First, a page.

Hunters who see deer behaving oddly, that appear to be very sick, or that are dying for unknown reasons are urged to contact the nearest Game Commission Region Office. Deer that appear to be sick should not be killed.

“We’re counting on Pennsylvanians to be our eyes when they head afield this summer to enjoy nature,” Cottrell said. “With their help, we can cover a lot of ground.

“All outdoor recreationlists should always be mindful of wildlife health issues, but now more than ever. And we must keep the threat posed by CWD in perspective. At this point, we have no evidence that CWD is in Pennsylvania, or that it poses health problems for humans.”

CWD is present in free-ranging or captive wildlife populations in 14 states and two Canadian provinces, and the Game Commission has been working with other state agencies to protect the Commonwealth’s wild and captive deer and elk. In 2005, the Game Commission issued an order banning the importation of specific carcass parts from states and Canadian provinces where CWD had been identified in free-ranging cervid populations.

Hunters traveling to the following states will need to abide by these importation restrictions: Colorado, Illinois, Kansas, Nebraska, New Mexico, South Dakota, Utah, Wisconsin and Wyoming; as well as the Canadian provinces of Alberta and Saskatchewan. The ban also impacts hunters traveling to Hampshire County in West Virginia, and those hunting within any specified containment zone in New York identified by that state’s Department of Environment and Conservation. New York DEC officials already banned hunters from removing specific carcass parts from an area where CWD was identified to prevent the possible inadvertent spread of the disease within the state’s borders.

Specific carcass parts prohibited from being imported into Pennsylvania by hunters are: head (including brain, tonsils, eyes and retropharyngeal lymph nodes); spinal cord/backbone; spleen; skull plate with attached antlers, if visible brain or spinal cord material is present; cape, if visible brain or spinal cord material is present; upper canine teeth, if root structure or other soft material is present; any object or article containing visible brain or spinal cord material; and brain-tanned hides.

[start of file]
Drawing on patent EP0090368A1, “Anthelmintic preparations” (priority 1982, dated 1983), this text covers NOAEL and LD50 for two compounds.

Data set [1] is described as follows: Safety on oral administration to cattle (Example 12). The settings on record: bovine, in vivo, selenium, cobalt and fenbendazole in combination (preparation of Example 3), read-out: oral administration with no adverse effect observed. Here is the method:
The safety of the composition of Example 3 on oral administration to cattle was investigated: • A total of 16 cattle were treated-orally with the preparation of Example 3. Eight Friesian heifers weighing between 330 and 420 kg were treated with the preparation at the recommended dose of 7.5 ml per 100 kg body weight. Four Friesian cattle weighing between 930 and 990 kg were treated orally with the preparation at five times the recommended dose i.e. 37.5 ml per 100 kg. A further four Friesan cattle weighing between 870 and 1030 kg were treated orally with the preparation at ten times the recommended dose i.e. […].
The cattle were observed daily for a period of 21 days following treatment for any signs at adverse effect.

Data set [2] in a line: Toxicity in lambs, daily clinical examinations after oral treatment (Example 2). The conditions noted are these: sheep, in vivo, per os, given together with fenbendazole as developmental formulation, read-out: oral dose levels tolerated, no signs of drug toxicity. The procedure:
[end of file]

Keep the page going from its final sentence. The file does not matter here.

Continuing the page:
Cottrell noted that the order does not limit the importation of the following animal parts originating from any cervid in the quarantined states, provinces or area: meat, without the backbone; skull plate with attached antlers, if no visible brain or spinal cord material is present; tanned hide or raw hide with no visible brain or spinal cord material present; cape, if no visible brain or spinal cord material is present; upper canine teeth, if no root structure or other soft material is present; and taxidermy mounts.

In 2005, members of the Pennsylvania CWD task force signed the state’s response plan, which outlines ways to prevent CWD from entering our borders and, if CWD is in Pennsylvania, how to detect it, contain it and work to eradicate it. The task force was comprised of representatives from the Governor’s Office, the Game Commission, the state Department of Agriculture, the U.S. Department of Agriculture, the state Department of Health, the state Department of Environmental Protection and the Pennsylvania Emergency Management Agency. Initiated in 2003, a copy of the final plan can be viewed on the Game Commission’s website (www.pgc.state.pa.us) by clicking on “Reports/Minutes” and then selecting “Pennsylvania CWD Response Plan.”

“We know that Pennsylvanians are just as concerned about keeping CWD out of Pennsylvania as we are, and we are confident that they will do all they can to protect the Commonwealth’s whitetail and elk populations,” Cottrell said.

Websites for all 50 state wildlife agencies can be accessed by going to www.wheretohunt.org, which is a website maintained by the National Shooting Sports Foundation.

Additional information on CWD can be found on the CWD Alliance’s website (www.cwd-info.org).